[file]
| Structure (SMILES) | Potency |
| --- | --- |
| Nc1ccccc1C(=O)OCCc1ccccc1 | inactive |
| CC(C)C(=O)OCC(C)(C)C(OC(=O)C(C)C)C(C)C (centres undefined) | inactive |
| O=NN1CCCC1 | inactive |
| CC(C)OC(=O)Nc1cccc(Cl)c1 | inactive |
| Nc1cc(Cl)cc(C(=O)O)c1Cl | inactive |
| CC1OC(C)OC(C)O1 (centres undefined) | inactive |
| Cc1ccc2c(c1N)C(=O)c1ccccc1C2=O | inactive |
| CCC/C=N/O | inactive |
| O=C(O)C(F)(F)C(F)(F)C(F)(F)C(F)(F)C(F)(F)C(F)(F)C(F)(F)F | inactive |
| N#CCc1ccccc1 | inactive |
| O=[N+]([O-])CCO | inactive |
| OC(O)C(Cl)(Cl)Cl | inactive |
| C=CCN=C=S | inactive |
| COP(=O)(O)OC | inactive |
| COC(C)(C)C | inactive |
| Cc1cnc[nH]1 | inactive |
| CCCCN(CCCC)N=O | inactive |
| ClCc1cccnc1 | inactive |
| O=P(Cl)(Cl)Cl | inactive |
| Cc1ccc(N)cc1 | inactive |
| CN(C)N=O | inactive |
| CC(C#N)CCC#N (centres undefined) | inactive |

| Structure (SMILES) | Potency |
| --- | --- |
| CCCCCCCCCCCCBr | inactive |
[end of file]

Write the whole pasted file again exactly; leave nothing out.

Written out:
| Structure (SMILES) | Potency |
| --- | --- |
| Nc1ccccc1C(=O)OCCc1ccccc1 | inactive |
| CC(C)C(=O)OCC(C)(C)C(OC(=O)C(C)C)C(C)C (centres undefined) | inactive |
| O=NN1CCCC1 | inactive |
| CC(C)OC(=O)Nc1cccc(Cl)c1 | inactive |
| Nc1cc(Cl)cc(C(=O)O)c1Cl | inactive |
| CC1OC(C)OC(C)O1 (centres undefined) | inactive |
| Cc1ccc2c(c1N)C(=O)c1ccccc1C2=O | inactive |
| CCC/C=N/O | inactive |
| O=C(O)C(F)(F)C(F)(F)C(F)(F)C(F)(F)C(F)(F)C(F)(F)C(F)(F)F | inactive |
| N#CCc1ccccc1 | inactive |
| O=[N+]([O-])CCO | inactive |
| OC(O)C(Cl)(Cl)Cl | inactive |
| C=CCN=C=S | inactive |
| COP(=O)(O)OC | inactive |
| COC(C)(C)C | inactive |
| Cc1cnc[nH]1 | inactive |
| CCCCN(CCCC)N=O | inactive |
| ClCc1cccnc1 | inactive |
| O=P(Cl)(Cl)Cl | inactive |
| Cc1ccc(N)cc1 | inactive |
| CN(C)N=O | inactive |
| CC(C#N)CCC#N (centres undefined) | inactive |

| Structure (SMILES) | Potency |
| --- | --- |
| CCCCCCCCCCCCBr | inactive |